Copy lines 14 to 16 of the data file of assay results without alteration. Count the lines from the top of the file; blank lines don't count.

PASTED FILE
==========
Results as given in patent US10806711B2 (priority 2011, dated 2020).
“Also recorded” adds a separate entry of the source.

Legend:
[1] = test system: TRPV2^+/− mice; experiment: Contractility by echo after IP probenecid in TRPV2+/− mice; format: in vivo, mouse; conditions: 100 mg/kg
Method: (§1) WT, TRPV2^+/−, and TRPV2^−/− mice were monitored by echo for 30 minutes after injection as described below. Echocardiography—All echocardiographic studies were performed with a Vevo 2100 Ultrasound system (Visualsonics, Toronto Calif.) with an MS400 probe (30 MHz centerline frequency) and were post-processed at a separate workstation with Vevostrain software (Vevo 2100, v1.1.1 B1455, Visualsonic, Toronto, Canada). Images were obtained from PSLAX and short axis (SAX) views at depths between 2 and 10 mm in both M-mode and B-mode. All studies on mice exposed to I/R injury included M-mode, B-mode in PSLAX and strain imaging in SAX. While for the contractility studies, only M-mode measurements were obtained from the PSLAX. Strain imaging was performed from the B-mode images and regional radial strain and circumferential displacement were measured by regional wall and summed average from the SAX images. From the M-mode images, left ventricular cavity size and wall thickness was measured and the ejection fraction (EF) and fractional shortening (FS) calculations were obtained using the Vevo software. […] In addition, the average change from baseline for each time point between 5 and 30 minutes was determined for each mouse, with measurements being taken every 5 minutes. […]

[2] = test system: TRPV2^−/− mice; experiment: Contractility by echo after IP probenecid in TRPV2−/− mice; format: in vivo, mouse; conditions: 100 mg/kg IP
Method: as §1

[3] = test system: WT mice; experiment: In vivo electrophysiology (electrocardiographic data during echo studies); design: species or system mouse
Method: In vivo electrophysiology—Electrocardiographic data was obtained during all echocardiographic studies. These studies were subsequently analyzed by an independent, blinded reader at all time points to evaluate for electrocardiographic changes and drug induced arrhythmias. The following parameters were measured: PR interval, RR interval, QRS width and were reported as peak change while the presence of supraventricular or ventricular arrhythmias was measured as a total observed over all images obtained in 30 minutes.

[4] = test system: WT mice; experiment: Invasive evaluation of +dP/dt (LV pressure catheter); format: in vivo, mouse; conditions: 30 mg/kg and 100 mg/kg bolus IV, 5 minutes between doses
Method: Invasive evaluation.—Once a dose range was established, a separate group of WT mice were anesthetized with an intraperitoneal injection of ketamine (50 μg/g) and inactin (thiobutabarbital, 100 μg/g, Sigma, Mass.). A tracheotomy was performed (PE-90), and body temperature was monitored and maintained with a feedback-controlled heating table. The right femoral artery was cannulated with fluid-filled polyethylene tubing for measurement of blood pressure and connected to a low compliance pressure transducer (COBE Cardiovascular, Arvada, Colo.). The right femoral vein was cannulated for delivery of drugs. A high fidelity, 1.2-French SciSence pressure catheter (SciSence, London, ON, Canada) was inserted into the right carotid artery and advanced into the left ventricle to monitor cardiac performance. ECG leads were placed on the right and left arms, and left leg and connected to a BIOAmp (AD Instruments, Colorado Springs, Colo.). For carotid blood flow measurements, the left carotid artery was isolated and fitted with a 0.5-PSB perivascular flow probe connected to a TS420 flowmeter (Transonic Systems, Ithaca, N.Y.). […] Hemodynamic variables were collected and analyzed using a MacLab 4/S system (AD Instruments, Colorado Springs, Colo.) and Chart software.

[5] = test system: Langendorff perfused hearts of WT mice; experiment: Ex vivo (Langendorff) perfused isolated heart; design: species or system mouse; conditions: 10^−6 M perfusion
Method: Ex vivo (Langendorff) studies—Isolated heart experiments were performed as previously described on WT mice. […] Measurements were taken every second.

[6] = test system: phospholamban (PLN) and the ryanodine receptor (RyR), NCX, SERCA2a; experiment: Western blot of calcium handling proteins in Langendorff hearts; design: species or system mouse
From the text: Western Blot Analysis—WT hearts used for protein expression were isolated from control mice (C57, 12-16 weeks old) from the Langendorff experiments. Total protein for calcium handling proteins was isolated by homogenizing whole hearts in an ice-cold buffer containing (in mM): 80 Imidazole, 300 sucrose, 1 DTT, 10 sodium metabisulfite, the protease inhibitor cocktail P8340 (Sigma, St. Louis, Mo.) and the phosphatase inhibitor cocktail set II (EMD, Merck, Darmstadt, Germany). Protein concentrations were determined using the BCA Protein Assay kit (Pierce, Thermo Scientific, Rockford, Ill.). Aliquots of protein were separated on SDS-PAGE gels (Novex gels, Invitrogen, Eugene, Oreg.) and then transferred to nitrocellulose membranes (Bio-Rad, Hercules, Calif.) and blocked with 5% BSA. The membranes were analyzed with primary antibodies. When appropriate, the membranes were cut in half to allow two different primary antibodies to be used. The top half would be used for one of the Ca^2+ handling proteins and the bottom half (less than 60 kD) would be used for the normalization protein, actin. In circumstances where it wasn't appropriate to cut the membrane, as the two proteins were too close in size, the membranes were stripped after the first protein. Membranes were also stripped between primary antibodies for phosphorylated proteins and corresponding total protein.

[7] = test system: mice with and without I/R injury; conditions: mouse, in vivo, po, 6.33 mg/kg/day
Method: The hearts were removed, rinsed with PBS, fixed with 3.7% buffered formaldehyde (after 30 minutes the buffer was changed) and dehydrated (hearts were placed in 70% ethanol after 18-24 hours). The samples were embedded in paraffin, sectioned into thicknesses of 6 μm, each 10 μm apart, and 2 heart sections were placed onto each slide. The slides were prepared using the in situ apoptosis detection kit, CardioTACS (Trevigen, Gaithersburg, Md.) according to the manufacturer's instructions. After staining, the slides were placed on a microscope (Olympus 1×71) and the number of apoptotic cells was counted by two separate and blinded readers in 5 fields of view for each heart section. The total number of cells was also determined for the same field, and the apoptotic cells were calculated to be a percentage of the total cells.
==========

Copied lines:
[6] = test system: phospholamban (PLN) and the ryanodine receptor (RyR), NCX, SERCA2a; experiment: Western blot of calcium handling proteins in Langendorff hearts; design: species or system mouse
From the text: Western Blot Analysis—WT hearts used for protein expression were isolated from control mice (C57, 12-16 weeks old) from the Langendorff experiments. Total protein for calcium handling proteins was isolated by homogenizing whole hearts in an ice-cold buffer containing (in mM): 80 Imidazole, 300 sucrose, 1 DTT, 10 sodium metabisulfite, the protease inhibitor cocktail P8340 (Sigma, St. Louis, Mo.) and the phosphatase inhibitor cocktail set II (EMD, Merck, Darmstadt, Germany). Protein concentrations were determined using the BCA Protein Assay kit (Pierce, Thermo Scientific, Rockford, Ill.). Aliquots of protein were separated on SDS-PAGE gels (Novex gels, Invitrogen, Eugene, Oreg.) and then transferred to nitrocellulose membranes (Bio-Rad, Hercules, Calif.) and blocked with 5% BSA. The membranes were analyzed with primary antibodies. When appropriate, the membranes were cut in half to allow two different primary antibodies to be used. The top half would be used for one of the Ca^2+ handling proteins and the bottom half (less than 60 kD) would be used for the normalization protein, actin. In circumstances where it wasn't appropriate to cut the membrane, as the two proteins were too close in size, the membranes were stripped after the first protein. Membranes were also stripped between primary antibodies for phosphorylated proteins and corresponding total protein.

[7] = test system: mice with and without I/R injury; conditions: mouse, in vivo, po, 6.33 mg/kg/day